Auto insurance companies are set to release how they plan to change prices under a new "managed competition" system going into effect next year in Massachusetts.
The state's ninth-largest insurer, Hanover, has already unveiled a plan to decrease rates for 70 percent of drivers, but hike rates for the remaining 30 percent.
According to Insurance Commissioner Nonnie Burnes, "managed competition" will benefit consumers, because it institutes competitive pricing.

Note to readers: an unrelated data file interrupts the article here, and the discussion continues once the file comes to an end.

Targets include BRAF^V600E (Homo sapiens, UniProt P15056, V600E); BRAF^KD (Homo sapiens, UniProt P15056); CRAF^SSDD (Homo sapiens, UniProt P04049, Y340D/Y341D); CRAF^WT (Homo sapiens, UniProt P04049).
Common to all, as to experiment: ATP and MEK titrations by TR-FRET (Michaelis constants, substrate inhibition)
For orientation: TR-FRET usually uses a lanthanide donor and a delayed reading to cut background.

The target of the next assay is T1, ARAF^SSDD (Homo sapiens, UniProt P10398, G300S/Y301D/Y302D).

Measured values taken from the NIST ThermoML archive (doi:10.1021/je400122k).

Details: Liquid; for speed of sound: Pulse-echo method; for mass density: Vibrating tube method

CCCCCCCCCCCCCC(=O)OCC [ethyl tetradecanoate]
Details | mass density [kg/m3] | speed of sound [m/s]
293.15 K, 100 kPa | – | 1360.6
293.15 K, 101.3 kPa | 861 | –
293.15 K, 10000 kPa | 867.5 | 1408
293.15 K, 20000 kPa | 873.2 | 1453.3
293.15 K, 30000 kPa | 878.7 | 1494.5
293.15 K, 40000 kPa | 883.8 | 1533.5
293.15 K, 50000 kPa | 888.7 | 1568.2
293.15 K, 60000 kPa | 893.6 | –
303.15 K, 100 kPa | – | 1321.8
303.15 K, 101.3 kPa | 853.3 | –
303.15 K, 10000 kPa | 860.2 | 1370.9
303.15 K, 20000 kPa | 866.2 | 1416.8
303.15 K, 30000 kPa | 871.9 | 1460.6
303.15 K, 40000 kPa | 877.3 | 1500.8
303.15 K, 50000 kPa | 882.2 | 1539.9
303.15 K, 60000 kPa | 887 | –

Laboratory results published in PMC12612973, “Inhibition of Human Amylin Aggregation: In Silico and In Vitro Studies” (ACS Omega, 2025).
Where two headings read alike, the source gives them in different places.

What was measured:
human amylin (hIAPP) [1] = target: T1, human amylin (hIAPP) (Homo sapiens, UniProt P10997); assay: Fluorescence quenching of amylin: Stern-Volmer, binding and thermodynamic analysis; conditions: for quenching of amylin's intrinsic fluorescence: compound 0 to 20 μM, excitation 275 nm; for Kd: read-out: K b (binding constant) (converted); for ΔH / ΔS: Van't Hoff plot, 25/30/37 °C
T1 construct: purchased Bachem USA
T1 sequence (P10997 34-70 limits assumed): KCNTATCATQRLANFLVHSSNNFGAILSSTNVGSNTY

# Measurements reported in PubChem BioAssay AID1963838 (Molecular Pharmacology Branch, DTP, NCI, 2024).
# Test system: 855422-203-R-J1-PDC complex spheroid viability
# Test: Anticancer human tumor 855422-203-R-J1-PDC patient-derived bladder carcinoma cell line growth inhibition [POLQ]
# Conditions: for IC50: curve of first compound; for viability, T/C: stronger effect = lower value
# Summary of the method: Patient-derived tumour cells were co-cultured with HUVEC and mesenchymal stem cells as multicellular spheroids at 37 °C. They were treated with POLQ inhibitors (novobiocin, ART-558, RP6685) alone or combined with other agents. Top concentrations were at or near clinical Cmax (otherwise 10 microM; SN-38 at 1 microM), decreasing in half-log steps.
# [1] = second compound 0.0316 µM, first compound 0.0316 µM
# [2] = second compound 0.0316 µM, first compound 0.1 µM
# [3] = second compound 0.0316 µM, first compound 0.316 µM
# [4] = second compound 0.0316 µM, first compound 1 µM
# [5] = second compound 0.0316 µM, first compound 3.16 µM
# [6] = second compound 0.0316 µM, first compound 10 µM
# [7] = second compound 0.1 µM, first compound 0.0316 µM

Companies will likely announce large premium decreases for those with good driving records, according to Stephen D'Amato of the Center for Insurance Research. But, he said, most people with good driving records likely won't see decreases.
"Insurers look to more than just your driving record," D'Amato said. "They look to other factors the correlate with race, education, income and occupation."
He also said that although Commissioner Burnes banned the use of socioeconomic factors to determine rates, companies may use correlating factors that could be discriminatory.
The state legislature is debating a bill that would ban such practices.
This program aired on November 19, 2007. The audio for this program is not available.